Quantcast

Large Wildfires Scorch Forests in Drought-Stricken Southwest

Climate
The Rocky Mountain Incident Management team battles the 416 Fire. 416 Fire Facebook

A number of wildfires are currently ablaze in the Western U.S. as severe drought envelops much of the region.

The 416 Fire in Colorado, which has scorched 27,420 acres since it broke out on June 1, has forced the evacuation of more than 2,000 homes and the closure of all 1.8 million acres of the San Juan National Forest.


The fire is currently 15 percent contained and no structures have been destroyed, the Rocky Mountain Incident Management Team said.

The National Wildfire Coordinating Group noted that the blaze has been fueled by abnormally dry conditions and prolonged drought.

Large fires in the West are also burning the Apache-Sitgreaves National Forest in Arizona, the Gila National Forest in New Mexico, Manti-Lasal National Forest in Utah and Medicone Bow-Routt National Forest in Wyoming, the National Interagency Fire Center reported Tuesday.

New Mexico's Santa Fe National Forest, one of the state's most popular recreation sites, has been closed since June 1 due to fire danger.

"Under current conditions, one abandoned campfire could cause a catastrophic wildfire, and we are not willing to take that chance with the natural and cultural resources under our protection and care," Santa Fe National Forest Supervisor James Melonas said in a statement.

The Buffalo Fire, a new fire in Colorado that erupted Tuesday, is edging dangerously close to a ski resort town and has already prompted the evacuation of more than 1,300 homes, the Associated Press reported.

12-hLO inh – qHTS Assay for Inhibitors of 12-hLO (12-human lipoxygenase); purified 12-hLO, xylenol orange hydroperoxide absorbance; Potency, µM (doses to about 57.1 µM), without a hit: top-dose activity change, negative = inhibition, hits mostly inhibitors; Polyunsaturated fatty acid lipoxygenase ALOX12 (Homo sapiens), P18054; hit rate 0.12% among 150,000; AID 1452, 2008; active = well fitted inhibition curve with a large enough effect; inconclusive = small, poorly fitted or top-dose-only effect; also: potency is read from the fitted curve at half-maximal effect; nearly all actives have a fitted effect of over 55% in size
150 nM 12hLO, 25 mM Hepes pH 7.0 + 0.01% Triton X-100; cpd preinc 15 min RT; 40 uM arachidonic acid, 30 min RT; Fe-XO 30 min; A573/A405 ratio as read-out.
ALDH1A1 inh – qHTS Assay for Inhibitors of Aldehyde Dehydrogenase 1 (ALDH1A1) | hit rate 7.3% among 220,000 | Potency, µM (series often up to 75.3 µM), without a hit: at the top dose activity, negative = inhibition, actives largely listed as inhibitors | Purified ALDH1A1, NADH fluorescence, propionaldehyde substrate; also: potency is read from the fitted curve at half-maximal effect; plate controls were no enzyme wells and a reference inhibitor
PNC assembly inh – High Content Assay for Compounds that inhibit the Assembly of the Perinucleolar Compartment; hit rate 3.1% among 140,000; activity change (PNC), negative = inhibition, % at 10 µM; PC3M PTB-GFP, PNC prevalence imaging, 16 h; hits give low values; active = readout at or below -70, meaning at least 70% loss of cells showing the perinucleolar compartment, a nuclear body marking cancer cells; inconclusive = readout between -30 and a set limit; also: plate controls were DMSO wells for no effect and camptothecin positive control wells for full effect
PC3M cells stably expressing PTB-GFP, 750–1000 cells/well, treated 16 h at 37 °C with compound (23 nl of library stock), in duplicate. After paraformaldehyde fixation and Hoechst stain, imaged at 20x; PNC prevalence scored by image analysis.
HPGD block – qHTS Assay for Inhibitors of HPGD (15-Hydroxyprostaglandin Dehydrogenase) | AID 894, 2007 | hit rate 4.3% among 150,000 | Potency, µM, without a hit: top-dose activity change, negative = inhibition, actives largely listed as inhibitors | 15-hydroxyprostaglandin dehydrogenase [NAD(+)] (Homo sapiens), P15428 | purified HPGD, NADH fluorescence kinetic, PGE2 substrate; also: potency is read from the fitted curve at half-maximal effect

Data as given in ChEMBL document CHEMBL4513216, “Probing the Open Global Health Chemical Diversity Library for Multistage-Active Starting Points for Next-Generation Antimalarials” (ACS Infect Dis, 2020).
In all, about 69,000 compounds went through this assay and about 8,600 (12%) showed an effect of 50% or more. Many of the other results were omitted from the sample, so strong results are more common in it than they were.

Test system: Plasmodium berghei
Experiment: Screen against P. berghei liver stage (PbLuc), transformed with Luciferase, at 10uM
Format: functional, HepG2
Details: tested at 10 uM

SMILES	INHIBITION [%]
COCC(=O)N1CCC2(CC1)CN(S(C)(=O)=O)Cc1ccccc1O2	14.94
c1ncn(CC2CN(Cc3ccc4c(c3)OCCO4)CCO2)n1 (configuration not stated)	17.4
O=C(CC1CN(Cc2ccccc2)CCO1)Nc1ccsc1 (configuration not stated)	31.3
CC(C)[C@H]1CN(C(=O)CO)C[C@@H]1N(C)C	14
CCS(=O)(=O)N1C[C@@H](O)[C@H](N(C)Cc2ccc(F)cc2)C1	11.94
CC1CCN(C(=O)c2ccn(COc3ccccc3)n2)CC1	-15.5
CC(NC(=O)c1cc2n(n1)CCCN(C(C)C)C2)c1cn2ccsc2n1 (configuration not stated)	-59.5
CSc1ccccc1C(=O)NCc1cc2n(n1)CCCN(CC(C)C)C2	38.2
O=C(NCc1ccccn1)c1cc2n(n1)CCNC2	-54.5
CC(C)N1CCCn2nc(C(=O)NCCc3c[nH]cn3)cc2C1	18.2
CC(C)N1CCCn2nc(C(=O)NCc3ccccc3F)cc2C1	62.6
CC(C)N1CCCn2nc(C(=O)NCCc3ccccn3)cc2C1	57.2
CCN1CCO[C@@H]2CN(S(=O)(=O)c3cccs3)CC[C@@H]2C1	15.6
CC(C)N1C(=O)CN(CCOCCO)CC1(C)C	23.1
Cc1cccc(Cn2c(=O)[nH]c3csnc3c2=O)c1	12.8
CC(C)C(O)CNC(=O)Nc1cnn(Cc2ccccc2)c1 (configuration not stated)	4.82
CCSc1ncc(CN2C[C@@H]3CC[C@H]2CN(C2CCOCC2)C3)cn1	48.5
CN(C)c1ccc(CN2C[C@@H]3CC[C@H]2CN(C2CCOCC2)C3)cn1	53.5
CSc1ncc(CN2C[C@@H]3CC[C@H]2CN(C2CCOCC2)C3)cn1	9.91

Western states experienced a winter with very little precipitation and a hot spring, which poses a threat come fire season. National Interagency Fire Center forecasters predicted an "above normal" fire potential this June especially in the drought-ridden Four Corners region, where Colorado, New Mexico, Arizona and Utah meet—and an area experiencing "extreme" to "exceptional" drought.

Climate change has been found to intensify drought conditions in the West. High temperatures and dry conditions increase the chance of a fire starting and help fan an existing fire.

National Interagency Fire Center

EcoWatch Daily Newsletter

Pexels

By Adda Bjarnadottir, MS, LN

Up to 20% of people may have a food addiction or exhibit addictive-like eating behavior.

Read More Show Less
Spiced hot chocolate. Lilechka75 / iStock / Getty Images

By Katey Davidson, MScFN, RD

Food is the cornerstone of the holiday season. It brings friends and family together to share memories, cultural traditions, and great flavors.

Read More Show Less
Sponsored
Solar panels at the Renewable Hydrogen Fueling and Production Station on Joint Base Pearl Harbor-Hickam. U.S. Navy / Mass Communication Specialist 2nd Class Daniel Barker / Released

By Tara Lohan

Three years into the Trump administration, its anti-climate and anti-science agenda is well established. Despite dire warnings from the world's leading scientists about the threats from rising greenhouse gas emissions, the administration has stubbornly continued to deny climate change, obstructed and undermined efforts to curb it, and moved again and again to roll back existing regulations that help reduce emissions.

Read More Show Less
Pexels

By Ryan Raman, MS, RD

Rye bread tends to have a darker color and stronger, earthier taste than regular white and wheat bread, which is one reason why many people enjoy it.

Read More Show Less
Elva Etienne / Moment / Getty Images

By Ketura Persellin

Gift-giving is filled with minefields, but the Environmental Working Group's (EWG) got your back, so you don't need to worry about inadvertently giving family members presents laden with toxic chemicals. With that in mind, here are our suggestions for gifts to give your family this season.

Read More Show Less